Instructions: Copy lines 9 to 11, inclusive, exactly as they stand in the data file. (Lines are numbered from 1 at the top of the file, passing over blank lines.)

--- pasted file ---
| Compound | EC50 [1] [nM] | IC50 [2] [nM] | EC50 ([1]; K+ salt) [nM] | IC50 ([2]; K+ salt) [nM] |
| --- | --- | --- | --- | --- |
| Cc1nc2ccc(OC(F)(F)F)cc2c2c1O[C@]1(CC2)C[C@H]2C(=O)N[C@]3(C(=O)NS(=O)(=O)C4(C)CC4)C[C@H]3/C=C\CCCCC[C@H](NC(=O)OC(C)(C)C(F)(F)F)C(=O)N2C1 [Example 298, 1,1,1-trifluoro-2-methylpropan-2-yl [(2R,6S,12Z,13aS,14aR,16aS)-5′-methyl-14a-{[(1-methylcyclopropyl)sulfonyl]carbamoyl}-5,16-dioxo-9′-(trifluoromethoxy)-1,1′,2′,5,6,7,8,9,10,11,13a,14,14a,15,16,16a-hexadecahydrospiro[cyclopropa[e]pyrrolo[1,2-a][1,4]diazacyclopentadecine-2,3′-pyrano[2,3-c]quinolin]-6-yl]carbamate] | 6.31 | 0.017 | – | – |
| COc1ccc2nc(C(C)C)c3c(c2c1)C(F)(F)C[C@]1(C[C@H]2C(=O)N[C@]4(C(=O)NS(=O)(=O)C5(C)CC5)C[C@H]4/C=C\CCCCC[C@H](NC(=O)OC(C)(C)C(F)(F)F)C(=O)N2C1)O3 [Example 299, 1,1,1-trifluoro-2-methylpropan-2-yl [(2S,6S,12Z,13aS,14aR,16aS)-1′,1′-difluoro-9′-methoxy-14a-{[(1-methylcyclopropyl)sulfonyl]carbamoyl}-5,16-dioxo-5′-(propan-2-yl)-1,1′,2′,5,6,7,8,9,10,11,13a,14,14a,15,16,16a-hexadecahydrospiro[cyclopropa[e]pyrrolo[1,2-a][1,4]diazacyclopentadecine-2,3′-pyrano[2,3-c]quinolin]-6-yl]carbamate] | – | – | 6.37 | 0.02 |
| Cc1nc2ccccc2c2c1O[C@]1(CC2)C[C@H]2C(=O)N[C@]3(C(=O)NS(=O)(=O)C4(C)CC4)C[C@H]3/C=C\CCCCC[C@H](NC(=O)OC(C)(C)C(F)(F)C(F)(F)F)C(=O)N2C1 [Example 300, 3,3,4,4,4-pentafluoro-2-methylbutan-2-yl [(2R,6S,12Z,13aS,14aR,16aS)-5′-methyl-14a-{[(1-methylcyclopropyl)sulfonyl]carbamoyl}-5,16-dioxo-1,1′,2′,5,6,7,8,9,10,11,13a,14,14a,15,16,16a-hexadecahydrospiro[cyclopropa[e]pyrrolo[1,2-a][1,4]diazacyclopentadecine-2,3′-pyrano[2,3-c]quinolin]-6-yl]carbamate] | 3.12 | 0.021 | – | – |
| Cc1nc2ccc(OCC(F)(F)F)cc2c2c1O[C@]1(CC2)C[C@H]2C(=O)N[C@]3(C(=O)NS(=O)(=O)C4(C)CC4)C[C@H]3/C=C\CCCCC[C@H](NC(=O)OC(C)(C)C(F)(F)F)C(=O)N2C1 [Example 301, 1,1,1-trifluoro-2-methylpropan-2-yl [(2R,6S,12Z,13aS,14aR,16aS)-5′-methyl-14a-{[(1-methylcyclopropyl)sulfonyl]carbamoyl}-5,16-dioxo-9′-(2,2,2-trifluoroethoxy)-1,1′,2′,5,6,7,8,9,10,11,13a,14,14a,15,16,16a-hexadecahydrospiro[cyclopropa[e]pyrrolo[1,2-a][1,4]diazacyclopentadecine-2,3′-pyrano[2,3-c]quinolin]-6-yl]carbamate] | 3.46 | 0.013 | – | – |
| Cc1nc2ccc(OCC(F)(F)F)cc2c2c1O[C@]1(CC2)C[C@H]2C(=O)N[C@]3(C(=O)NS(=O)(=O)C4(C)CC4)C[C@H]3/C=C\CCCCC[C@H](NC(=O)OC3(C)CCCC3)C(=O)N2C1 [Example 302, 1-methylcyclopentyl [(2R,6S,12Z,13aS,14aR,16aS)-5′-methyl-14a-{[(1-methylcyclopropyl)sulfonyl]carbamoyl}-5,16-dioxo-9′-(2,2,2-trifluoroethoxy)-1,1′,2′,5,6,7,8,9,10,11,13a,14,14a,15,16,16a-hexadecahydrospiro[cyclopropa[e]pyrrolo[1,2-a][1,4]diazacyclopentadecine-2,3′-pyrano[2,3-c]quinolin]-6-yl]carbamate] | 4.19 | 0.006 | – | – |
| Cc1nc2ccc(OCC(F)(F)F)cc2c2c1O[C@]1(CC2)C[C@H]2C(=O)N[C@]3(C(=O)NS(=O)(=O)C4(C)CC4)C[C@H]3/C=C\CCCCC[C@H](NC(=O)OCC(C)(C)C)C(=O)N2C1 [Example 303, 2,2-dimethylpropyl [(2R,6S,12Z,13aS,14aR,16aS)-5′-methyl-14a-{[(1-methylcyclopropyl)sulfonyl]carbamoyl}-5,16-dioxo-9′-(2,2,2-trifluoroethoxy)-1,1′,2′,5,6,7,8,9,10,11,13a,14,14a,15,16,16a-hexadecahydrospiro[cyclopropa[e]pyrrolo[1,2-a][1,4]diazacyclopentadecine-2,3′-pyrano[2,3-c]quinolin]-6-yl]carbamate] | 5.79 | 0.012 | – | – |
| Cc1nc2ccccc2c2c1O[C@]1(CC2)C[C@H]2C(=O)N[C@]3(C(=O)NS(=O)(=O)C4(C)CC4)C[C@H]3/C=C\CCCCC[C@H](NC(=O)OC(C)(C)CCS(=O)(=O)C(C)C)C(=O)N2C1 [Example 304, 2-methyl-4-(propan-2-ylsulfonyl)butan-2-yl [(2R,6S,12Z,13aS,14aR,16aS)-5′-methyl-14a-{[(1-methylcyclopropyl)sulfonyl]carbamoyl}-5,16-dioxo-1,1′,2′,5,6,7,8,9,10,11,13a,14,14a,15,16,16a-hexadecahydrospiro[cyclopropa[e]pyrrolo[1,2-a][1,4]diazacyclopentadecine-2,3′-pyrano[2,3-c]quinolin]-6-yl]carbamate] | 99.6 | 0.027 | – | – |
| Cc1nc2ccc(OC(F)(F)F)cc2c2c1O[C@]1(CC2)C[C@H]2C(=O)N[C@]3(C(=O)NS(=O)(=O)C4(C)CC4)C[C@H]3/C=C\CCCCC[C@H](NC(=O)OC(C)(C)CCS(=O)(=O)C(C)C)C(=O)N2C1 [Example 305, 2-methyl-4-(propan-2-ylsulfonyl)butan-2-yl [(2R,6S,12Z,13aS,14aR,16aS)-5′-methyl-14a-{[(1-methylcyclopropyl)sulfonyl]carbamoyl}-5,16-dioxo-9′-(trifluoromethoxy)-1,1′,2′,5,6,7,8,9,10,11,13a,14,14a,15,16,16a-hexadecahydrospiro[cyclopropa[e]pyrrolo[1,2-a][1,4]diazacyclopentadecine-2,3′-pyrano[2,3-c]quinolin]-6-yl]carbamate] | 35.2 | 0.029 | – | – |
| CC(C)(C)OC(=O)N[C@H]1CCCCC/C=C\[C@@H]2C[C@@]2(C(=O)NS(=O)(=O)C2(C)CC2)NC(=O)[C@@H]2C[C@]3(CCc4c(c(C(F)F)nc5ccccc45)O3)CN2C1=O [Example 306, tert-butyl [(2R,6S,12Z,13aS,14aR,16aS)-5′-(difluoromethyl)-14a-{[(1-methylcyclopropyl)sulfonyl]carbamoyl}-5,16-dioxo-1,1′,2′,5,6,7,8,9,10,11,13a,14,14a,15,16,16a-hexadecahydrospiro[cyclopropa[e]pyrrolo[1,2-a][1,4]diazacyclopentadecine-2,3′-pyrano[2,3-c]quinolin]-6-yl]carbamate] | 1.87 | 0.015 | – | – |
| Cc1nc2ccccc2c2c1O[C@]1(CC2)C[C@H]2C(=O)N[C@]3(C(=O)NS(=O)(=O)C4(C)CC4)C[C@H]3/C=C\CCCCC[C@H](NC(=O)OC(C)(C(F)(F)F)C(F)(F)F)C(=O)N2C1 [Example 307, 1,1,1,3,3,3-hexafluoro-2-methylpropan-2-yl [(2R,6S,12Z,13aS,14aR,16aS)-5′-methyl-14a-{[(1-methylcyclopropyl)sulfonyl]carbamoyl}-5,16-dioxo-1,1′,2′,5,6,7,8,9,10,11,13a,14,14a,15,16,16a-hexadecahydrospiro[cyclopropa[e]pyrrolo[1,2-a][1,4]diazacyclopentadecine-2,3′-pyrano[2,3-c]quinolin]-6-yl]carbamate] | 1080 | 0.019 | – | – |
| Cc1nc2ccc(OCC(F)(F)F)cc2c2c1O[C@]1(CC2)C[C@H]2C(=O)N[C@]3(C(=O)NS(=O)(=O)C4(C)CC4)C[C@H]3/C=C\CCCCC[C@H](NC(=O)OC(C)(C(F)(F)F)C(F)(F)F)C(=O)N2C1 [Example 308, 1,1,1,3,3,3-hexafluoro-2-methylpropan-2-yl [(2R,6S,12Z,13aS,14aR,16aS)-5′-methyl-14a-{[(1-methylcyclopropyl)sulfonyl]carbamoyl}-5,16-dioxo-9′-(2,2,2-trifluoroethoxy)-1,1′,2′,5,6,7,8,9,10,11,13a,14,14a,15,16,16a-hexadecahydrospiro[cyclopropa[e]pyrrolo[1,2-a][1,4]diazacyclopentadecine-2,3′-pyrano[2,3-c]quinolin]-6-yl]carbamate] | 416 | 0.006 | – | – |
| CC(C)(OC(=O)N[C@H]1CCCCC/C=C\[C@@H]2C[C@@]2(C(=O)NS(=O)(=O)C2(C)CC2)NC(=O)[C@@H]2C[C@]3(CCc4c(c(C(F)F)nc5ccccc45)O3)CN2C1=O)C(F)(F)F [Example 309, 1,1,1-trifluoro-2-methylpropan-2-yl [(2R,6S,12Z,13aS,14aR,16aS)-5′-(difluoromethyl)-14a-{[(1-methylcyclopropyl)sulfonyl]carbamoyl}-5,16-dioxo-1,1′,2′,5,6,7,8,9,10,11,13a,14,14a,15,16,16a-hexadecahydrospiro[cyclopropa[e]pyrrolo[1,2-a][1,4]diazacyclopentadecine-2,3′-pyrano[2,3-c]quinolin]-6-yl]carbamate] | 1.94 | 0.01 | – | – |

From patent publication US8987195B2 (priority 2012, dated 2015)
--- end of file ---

| Cc1nc2ccccc2c2c1O[C@]1(CC2)C[C@H]2C(=O)N[C@]3(C(=O)NS(=O)(=O)C4(C)CC4)C[C@H]3/C=C\CCCCC[C@H](NC(=O)OC(C)(C)CCS(=O)(=O)C(C)C)C(=O)N2C1 [Example 304, 2-methyl-4-(propan-2-ylsulfonyl)butan-2-yl [(2R,6S,12Z,13aS,14aR,16aS)-5′-methyl-14a-{[(1-methylcyclopropyl)sulfonyl]carbamoyl}-5,16-dioxo-1,1′,2′,5,6,7,8,9,10,11,13a,14,14a,15,16,16a-hexadecahydrospiro[cyclopropa[e]pyrrolo[1,2-a][1,4]diazacyclopentadecine-2,3′-pyrano[2,3-c]quinolin]-6-yl]carbamate] | 99.6 | 0.027 | – | – |
| Cc1nc2ccc(OC(F)(F)F)cc2c2c1O[C@]1(CC2)C[C@H]2C(=O)N[C@]3(C(=O)NS(=O)(=O)C4(C)CC4)C[C@H]3/C=C\CCCCC[C@H](NC(=O)OC(C)(C)CCS(=O)(=O)C(C)C)C(=O)N2C1 [Example 305, 2-methyl-4-(propan-2-ylsulfonyl)butan-2-yl [(2R,6S,12Z,13aS,14aR,16aS)-5′-methyl-14a-{[(1-methylcyclopropyl)sulfonyl]carbamoyl}-5,16-dioxo-9′-(trifluoromethoxy)-1,1′,2′,5,6,7,8,9,10,11,13a,14,14a,15,16,16a-hexadecahydrospiro[cyclopropa[e]pyrrolo[1,2-a][1,4]diazacyclopentadecine-2,3′-pyrano[2,3-c]quinolin]-6-yl]carbamate] | 35.2 | 0.029 | – | – |
| CC(C)(C)OC(=O)N[C@H]1CCCCC/C=C\[C@@H]2C[C@@]2(C(=O)NS(=O)(=O)C2(C)CC2)NC(=O)[C@@H]2C[C@]3(CCc4c(c(C(F)F)nc5ccccc45)O3)CN2C1=O [Example 306, tert-butyl [(2R,6S,12Z,13aS,14aR,16aS)-5′-(difluoromethyl)-14a-{[(1-methylcyclopropyl)sulfonyl]carbamoyl}-5,16-dioxo-1,1′,2′,5,6,7,8,9,10,11,13a,14,14a,15,16,16a-hexadecahydrospiro[cyclopropa[e]pyrrolo[1,2-a][1,4]diazacyclopentadecine-2,3′-pyrano[2,3-c]quinolin]-6-yl]carbamate] | 1.87 | 0.015 | – | – |